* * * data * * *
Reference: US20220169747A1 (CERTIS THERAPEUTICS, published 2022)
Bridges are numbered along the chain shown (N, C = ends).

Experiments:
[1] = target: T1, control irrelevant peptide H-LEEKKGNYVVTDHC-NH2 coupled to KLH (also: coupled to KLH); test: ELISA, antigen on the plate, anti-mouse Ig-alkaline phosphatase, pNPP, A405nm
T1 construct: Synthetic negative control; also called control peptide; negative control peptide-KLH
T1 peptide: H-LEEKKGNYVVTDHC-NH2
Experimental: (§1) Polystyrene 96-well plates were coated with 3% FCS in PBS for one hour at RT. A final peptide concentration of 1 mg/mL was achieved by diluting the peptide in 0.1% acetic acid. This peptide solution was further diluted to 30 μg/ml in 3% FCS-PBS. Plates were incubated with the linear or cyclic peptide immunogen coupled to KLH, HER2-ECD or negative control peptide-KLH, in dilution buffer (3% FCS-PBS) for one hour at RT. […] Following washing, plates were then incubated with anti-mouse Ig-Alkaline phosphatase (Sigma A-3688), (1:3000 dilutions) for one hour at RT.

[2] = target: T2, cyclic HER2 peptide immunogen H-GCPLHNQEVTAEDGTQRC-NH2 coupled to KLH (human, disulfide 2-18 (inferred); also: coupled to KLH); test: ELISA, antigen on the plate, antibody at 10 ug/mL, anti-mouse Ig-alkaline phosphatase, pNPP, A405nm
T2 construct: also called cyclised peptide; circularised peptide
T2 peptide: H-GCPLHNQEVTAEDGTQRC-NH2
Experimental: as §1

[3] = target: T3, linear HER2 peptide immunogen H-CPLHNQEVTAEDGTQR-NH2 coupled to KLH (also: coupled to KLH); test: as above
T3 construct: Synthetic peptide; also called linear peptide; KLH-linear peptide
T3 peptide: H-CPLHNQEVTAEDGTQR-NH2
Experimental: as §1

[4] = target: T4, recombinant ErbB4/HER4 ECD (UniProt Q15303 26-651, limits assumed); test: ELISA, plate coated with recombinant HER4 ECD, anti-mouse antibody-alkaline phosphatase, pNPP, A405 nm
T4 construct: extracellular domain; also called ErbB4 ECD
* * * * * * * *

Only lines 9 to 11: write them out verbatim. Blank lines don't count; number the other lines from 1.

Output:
T2 construct: also called cyclised peptide; circularised peptide
T2 peptide: H-GCPLHNQEVTAEDGTQRC-NH2
Experimental: as §1